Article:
Many bird species stay in this fjord in summer time, and all in all 35 species have been registered in Arnarfjörður fjord.
Can you guess what you are seeing in my photos? You will see these vivid colours when you stand right next to Dynjandi, and I could see a glimpse of the same bright red colour in one spot in Dynjandi waterfall itself.
I have never seen such vivid red colours in nature before, ever so pretty. The red colour stems from ancient layers of soil (rauðalög) rich in iron, stuck between lava beds.
I had wanted to see Dynjandi ever since I was a little girl, but then the roads were in a lot worse condition than they are today, so my family always skipped going to the Westfjords, even though my maternal grandmother was born and raised there.
So I waited for years to be able to see this beautiful waterfall and when I was finally able to visit Dynjandi it was all I had ever expected - it was so worth such a long wait - it is for sure the jewel of the Westfjords. And no matter how often I visit Dynjandi I always get blown away by its majestic beauty.
Archaeological remains by Dynjandi
A turf farm by Dynjandi was located by the so called Bæjarhóll - the Farm Mound and you can visit its remains. There are actually 38 different historical remains in this area and the first mention of a farm here is from the Middle Ages.
A path leads to the remains of the farm and outhouses. Below you will see the ruins of one of the outhouses.
You will find these remains on your right hand side as you hike up to Dynjandi. In one spot there is a lukewarm pool, called Volgra or Dynjandislaug pool. It takes some doing though finding that pool and we are to stay within the paths - but seeing that I am very interested in old remains then I searched for the pool as well.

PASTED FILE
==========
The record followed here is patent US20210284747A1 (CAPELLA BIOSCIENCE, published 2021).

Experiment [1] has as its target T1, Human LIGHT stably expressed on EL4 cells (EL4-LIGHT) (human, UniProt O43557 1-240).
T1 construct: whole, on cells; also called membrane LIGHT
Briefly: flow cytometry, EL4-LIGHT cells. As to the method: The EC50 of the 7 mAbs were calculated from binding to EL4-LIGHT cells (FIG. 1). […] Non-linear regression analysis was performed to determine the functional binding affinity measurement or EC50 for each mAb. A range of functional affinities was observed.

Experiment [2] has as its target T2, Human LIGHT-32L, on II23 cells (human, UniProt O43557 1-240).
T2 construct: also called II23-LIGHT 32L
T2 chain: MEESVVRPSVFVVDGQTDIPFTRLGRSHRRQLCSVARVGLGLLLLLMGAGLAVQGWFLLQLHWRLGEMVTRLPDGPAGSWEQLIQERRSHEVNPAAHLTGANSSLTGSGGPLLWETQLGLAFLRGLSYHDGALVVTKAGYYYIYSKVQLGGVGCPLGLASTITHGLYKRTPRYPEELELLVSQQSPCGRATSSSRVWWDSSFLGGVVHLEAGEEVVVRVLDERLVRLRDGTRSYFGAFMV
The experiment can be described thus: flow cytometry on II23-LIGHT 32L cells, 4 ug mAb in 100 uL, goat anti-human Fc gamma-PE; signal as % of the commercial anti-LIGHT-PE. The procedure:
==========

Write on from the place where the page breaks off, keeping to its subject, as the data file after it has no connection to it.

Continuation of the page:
Volgra, which is laden, is protected - and of course there is no bathing in it.
In 1887 the water temperature was measured at 26,5 degrees C and in 1996 the water temperature was down to 23,5 degrees C. It might have been warmer in the olden times and was probably used for washing and bathing. Now it is filled with vegetation.
What a beautiful spot for a farm - although I remember hearing that the farmer's wife couldn't stand constantly listening to the thunderous sound of Dynjandi. The turf farm was inhabited until 1951.
By the parking lot you will find several information signs and a map pointing to the ruins. But the waterfalls themselves are such an attraction that I gather that only history buffs like me will go search for the ruins ;)
To reach Dynjandi from the south-side one has to drive on Dynjandisheiði heath. This road was surveyed in 1959 and my father-in-law was one of the Road Administration workers surveying these roads back then in the Westfjords.